Abbey Group re-submit plans for Fenland solar farm

FENLAND’s renewable energy drive is back in the limelight after a plan to build the area’s first solar farm was put back before councillors.

Fenland District Council rejected The Abbey Group’s initial plans to build a 35-acre solar farm at Burnthouse Farm in Turves earlier this year.

Councillors said the farm - set to provide 5MW of power, enough to support up to 1,200 homes - would result in an “unjustified” loss of high-quality agricultural land for a minimum of 25 years.

But the Abbey Renewables branch of the Whittlesey-based firm has appealed against the decision and re-submitted its original application to councillors.

The Turves Solar Farm would generate green energy without any noise or pollution by converting rays from the sun into electrical energy.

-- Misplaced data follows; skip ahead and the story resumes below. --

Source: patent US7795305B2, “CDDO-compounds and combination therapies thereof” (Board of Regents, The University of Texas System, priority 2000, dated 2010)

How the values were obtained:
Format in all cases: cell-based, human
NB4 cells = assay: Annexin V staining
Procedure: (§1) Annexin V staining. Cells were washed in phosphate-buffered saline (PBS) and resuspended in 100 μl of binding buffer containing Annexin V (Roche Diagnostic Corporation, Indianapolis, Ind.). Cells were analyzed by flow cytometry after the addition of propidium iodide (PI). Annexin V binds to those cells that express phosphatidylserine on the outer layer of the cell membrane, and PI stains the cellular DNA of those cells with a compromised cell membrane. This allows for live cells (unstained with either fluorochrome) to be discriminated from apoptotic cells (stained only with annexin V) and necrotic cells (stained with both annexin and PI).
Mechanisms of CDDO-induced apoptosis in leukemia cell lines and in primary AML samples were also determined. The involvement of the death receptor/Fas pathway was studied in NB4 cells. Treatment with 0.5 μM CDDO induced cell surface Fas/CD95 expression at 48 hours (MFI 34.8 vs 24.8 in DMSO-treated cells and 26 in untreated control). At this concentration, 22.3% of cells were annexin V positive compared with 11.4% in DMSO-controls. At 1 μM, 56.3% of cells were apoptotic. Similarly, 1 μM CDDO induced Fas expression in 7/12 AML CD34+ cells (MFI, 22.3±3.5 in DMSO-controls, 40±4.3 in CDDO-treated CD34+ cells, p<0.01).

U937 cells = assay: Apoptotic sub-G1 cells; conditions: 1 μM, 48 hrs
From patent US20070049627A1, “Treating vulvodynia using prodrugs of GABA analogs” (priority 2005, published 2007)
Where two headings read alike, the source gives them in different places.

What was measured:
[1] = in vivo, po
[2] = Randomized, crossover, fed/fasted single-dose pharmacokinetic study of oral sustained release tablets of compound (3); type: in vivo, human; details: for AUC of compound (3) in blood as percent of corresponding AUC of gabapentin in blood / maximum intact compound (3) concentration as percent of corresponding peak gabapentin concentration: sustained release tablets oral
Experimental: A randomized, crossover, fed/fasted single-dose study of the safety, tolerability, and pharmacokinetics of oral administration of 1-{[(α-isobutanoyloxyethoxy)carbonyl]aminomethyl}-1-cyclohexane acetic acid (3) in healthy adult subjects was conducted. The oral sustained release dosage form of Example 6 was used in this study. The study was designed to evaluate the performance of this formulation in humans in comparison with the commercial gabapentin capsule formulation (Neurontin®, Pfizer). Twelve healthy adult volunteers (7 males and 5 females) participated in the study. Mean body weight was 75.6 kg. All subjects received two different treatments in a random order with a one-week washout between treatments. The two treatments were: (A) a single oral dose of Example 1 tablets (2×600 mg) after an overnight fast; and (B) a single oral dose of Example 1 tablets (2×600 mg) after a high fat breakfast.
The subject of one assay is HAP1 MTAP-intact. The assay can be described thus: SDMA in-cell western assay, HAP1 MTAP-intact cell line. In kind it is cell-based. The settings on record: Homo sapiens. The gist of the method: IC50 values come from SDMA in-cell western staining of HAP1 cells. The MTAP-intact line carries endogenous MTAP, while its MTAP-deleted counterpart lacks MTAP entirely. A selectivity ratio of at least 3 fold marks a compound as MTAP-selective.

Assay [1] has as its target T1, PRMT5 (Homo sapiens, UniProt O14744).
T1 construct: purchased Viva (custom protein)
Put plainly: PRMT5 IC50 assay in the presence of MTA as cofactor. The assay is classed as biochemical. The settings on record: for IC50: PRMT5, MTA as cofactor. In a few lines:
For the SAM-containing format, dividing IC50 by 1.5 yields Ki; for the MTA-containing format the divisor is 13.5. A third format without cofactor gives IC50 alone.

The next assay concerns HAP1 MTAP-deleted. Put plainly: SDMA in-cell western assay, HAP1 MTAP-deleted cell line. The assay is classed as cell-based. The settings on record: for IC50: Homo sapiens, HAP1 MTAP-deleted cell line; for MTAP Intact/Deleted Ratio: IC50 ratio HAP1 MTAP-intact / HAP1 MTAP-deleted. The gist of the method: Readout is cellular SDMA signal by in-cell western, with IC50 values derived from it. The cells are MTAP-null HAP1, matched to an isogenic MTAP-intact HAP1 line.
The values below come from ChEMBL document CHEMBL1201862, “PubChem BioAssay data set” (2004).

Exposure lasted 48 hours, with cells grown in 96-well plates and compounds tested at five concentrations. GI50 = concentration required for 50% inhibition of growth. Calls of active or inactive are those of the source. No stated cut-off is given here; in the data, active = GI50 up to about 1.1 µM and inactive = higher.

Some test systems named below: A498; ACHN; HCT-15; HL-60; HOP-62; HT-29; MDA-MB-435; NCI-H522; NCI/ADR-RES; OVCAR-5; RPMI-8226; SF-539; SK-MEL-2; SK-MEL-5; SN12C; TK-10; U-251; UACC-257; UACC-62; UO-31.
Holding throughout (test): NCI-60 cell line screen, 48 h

Each solar panel would be one metre wide by 1.67m high and would rise 2.2m above ground level. It is thought the site could provide electricity for more than 35 years.

Abbey has worked with the council before to build a wind turbine on its Funtham’s Lane site in 2008. It now forms part of a larger wind farm with McCain’s.

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The plan is the second solar farm bid to be presented to the council. Plans for a farm on a 23-acre site at Black Bush Farm, Reach Drove, Whittlesey, will be considered by the council’s planning committee later this month.

The proposals put forward by Lark Energy, a subsidiary of Larkfleet Homes, is designed to deliver 2.7MW of power, which could power around 650 homes.

Fenland has already embraced renewable energy and is home to 35 wind turbines. Fenmarc, in March, is developing an anaerobic digestion plant to use waste vegetables to create energy.

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